Physicians Too Often Prescribe Powerful Antibiotics, Study Says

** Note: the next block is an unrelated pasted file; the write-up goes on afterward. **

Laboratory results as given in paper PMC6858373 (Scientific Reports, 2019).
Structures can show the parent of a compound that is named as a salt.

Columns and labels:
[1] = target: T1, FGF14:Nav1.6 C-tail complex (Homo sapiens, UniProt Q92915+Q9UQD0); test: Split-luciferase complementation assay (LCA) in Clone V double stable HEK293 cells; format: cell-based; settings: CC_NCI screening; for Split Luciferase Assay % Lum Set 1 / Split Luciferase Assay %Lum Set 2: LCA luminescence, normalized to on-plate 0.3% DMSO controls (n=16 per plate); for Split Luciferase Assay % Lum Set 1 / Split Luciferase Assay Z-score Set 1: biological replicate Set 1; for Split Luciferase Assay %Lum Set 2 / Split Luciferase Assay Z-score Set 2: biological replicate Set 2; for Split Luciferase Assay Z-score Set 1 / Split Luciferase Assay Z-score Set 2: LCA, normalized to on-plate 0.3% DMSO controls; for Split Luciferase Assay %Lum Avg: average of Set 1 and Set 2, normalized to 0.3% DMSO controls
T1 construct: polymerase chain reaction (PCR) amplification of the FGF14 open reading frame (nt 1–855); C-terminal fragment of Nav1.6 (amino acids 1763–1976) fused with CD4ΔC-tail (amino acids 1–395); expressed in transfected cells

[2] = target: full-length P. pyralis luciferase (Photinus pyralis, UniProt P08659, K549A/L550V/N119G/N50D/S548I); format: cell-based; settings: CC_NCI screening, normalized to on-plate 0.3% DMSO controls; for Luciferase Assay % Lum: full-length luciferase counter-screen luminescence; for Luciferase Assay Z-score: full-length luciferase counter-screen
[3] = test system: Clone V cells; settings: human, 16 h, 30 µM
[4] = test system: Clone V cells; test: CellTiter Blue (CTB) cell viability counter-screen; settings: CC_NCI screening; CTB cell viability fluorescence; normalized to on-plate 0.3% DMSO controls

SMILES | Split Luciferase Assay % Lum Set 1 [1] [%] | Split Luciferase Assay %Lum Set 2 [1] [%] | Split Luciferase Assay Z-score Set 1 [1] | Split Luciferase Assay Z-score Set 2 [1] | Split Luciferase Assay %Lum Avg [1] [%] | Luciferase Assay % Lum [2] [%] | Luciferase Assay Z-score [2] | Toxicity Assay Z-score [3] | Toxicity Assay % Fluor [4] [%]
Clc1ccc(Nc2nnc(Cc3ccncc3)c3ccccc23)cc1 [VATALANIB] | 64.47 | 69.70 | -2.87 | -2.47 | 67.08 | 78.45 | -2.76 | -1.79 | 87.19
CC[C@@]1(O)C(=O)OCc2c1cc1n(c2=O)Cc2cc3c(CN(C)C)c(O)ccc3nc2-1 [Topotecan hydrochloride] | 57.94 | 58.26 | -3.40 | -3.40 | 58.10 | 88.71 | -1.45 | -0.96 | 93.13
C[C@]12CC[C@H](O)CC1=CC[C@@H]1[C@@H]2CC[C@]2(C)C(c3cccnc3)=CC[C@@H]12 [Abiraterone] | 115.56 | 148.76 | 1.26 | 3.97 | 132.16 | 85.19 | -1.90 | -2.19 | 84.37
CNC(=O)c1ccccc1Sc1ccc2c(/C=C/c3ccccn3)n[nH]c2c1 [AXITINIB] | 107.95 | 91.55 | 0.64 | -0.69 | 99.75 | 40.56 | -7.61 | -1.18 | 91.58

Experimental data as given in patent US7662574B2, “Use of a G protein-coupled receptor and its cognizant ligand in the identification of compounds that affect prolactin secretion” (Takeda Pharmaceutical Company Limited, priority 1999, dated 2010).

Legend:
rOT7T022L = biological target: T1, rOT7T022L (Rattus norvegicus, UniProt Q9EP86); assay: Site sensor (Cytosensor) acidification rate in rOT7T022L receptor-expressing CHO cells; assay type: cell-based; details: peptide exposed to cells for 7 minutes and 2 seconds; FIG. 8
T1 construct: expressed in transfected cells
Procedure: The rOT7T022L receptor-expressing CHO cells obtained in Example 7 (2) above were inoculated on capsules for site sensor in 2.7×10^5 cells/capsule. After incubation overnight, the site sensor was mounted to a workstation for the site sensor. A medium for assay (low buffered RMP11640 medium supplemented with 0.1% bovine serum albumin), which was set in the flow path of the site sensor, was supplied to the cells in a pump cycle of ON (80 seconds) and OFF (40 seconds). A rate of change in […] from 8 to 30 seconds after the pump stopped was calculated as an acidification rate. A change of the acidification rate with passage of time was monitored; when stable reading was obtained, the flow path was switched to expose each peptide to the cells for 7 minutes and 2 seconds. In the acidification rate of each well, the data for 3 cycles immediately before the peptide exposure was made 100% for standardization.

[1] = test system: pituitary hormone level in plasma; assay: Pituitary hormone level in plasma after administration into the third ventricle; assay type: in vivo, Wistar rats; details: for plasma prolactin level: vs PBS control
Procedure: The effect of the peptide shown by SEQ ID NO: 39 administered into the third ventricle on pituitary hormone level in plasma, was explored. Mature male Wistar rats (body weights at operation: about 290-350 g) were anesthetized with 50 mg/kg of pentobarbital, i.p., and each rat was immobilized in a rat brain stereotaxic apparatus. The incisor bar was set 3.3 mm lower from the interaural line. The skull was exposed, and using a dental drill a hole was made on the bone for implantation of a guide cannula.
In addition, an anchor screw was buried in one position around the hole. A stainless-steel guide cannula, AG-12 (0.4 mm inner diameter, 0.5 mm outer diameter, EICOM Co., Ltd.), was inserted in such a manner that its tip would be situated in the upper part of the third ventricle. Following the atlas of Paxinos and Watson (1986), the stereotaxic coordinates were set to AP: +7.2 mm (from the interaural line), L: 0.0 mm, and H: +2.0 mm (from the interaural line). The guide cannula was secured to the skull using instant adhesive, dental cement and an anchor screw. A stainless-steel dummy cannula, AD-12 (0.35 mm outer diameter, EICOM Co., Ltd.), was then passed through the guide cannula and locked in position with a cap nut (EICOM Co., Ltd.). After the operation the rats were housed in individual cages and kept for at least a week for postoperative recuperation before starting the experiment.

While physicians are prescribing fewer antibiotics than before, the antibiotics they do prescribe often are too powerful for the ailment, according to a study in today's edition of the Annals of Internal Medicine, the AP/Minneapolis Star Tribune reports. For the study, researchers examined CDC data from outpatient clinics between 1991 and 1999, finding that the overall number of antibiotic prescriptions doctors wrote decreased by 17% over the study period. However, the frequency of prescriptions for powerful antibiotics roughly doubled from 24% to 48% for adults and from 24% to 40% for children, the study finds. The study also notes that use of powerful drugs for bronchitis and respiratory infections increased during the study period, even though those medicines are "almost always useless against" such infections, the AP/Star Tribune reports. Dr. Michael Steinman of the University of California-San Francisco, the study's lead author, said, "The more we use [antibiotics] now for conditions that do not require them, the more quickly bacteria will become [resistant] to these drugs, and when we really do need them for serious and complicated conditions, they won't be there anymore." In an accompanying editorial, Dr. Richard Besser of the CDC said that doctors might be prescribing powerful antibiotics more often because they "mistakenly perceive [that] the newer drugs work better" or because the drugs are "heavily advertised and distributed to doctors in free samples" (Loviglio, AP/Minneapolis Star Tribune, 4/1). The complete text of the study is available online.This is part of the California Healthline Daily Edition, a summary of health policy coverage from major news organizations. Sign up for an email subscription.